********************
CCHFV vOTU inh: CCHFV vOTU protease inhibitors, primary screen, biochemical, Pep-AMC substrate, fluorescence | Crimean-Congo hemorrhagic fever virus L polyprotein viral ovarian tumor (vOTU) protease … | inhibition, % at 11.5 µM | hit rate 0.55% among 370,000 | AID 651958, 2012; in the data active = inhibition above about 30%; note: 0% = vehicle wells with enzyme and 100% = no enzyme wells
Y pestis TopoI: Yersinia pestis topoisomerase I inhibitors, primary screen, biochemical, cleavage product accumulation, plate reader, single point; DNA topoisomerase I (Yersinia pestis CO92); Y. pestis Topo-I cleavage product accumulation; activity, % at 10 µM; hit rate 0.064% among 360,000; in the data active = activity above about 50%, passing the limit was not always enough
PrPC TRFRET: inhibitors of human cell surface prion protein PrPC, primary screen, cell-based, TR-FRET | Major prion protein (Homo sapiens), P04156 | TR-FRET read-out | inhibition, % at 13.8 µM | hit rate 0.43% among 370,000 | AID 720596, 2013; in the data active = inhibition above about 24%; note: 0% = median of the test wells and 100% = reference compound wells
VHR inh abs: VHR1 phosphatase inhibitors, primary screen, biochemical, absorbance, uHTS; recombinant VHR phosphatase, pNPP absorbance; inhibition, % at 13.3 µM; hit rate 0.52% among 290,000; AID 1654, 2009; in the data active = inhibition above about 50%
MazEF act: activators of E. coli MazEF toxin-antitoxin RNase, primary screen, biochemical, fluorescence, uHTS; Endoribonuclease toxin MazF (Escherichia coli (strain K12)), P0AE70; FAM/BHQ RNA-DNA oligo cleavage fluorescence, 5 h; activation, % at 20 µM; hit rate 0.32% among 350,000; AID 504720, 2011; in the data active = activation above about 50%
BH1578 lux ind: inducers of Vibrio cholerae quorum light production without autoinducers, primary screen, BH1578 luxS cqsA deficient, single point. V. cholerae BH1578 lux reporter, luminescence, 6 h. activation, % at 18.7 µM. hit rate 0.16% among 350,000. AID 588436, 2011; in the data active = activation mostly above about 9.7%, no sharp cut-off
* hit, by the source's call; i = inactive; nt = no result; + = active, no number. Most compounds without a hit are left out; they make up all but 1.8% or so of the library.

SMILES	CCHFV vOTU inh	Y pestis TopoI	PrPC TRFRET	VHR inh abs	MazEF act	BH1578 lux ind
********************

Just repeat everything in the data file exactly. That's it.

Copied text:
CCHFV vOTU inh: CCHFV vOTU protease inhibitors, primary screen, biochemical, Pep-AMC substrate, fluorescence | Crimean-Congo hemorrhagic fever virus L polyprotein viral ovarian tumor (vOTU) protease … | inhibition, % at 11.5 µM | hit rate 0.55% among 370,000 | AID 651958, 2012; in the data active = inhibition above about 30%; note: 0% = vehicle wells with enzyme and 100% = no enzyme wells
Y pestis TopoI: Yersinia pestis topoisomerase I inhibitors, primary screen, biochemical, cleavage product accumulation, plate reader, single point; DNA topoisomerase I (Yersinia pestis CO92); Y. pestis Topo-I cleavage product accumulation; activity, % at 10 µM; hit rate 0.064% among 360,000; in the data active = activity above about 50%, passing the limit was not always enough
PrPC TRFRET: inhibitors of human cell surface prion protein PrPC, primary screen, cell-based, TR-FRET | Major prion protein (Homo sapiens), P04156 | TR-FRET read-out | inhibition, % at 13.8 µM | hit rate 0.43% among 370,000 | AID 720596, 2013; in the data active = inhibition above about 24%; note: 0% = median of the test wells and 100% = reference compound wells
VHR inh abs: VHR1 phosphatase inhibitors, primary screen, biochemical, absorbance, uHTS; recombinant VHR phosphatase, pNPP absorbance; inhibition, % at 13.3 µM; hit rate 0.52% among 290,000; AID 1654, 2009; in the data active = inhibition above about 50%
MazEF act: activators of E. coli MazEF toxin-antitoxin RNase, primary screen, biochemical, fluorescence, uHTS; Endoribonuclease toxin MazF (Escherichia coli (strain K12)), P0AE70; FAM/BHQ RNA-DNA oligo cleavage fluorescence, 5 h; activation, % at 20 µM; hit rate 0.32% among 350,000; AID 504720, 2011; in the data active = activation above about 50%
BH1578 lux ind: inducers of Vibrio cholerae quorum light production without autoinducers, primary screen, BH1578 luxS cqsA deficient, single point. V. cholerae BH1578 lux reporter, luminescence, 6 h. activation, % at 18.7 µM. hit rate 0.16% among 350,000. AID 588436, 2011; in the data active = activation mostly above about 9.7%, no sharp cut-off
* hit, by the source's call; i = inactive; nt = no result; + = active, no number. Most compounds without a hit are left out; they make up all but 1.8% or so of the library.

SMILES	CCHFV vOTU inh	Y pestis TopoI	PrPC TRFRET	VHR inh abs	MazEF act	BH1578 lux ind